A majority of experts surveyed by ""Zillow"":http://www.zillow.com/ and ""Pulsenomics"":https://pulsenomics.com/ expect large-scale investors will pull out of the housing market in the next few years--and that hopefully means a smoother field for consumer buyers.[IMAGE]
Out of 110 economists, real estate experts, and investment strategists surveyed in ""Zillow's latest Home Value Index"":http://zillow.mediaroom.com/index.php?s=159&item=414, 57 percent said they think institutional investors will work to sell the majority of homes in their portfolios ""in the next three to five years."" These investors are largely credited with propping up housing during its recession, helping to keep sales volumes from plummeting too far.
While their withdrawal will most certainly affect today's still-fragile market--79 percent of those surveyed said the impact would be ""significant or somewhat significant"" should investor activity curtail this year--Zillow chief economist Dr. Stan Humphries says it wouldn't be the worst thing to happen to housing.[COLUMN_BREAK]
""Buyers entering the market in the next few months will not be competing with cash-rich investors like they were last year which should be small solace given the higher prices and mortgage rates that they will encounter,"" Humphries said. ""The gradual decline of investor activity should be viewed as another sign of the market slowly returning to normal.""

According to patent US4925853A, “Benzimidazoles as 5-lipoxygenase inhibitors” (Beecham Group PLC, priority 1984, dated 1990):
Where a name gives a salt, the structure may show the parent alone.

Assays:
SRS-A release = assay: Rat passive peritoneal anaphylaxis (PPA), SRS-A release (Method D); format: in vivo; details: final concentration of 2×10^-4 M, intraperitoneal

Humphries also pitched in his own opinion on a timeline, saying he agrees with the panel ""that there will not be a rush for the exit by institutional investors.""
The group was also asked about their thoughts on when the Federal Reserve should end its asset purchases, an effort that has already begun with two rounds of tapering.
More than 70 percent of respondents wish to see the stimulus ended before the end of 2014--""and the current pace of tapering will get us there,"" said Pulsenomics founder Terry Loebs.
""Of course, whether Janet Yellen's Fed will maintain the current pace as new economic challenges arise remains an open question,"" Loebs added.
Finally, the last question posed to experts: What will home value appreciation look like in 2014 and beyond?
Panelists arrived at an average projected appreciation rate of 4.5 percent through the end of the year--still high compared to the historical norm of 3 percent. Appreciation is expected to slow to 3.8 percent in 2015, falling to 3.3 percent by 2018.
Based on current forecasts for home value appreciation in the next five years, panelists predicted that overall home values could surpass their April 2007 peak by the first quarter of 2018.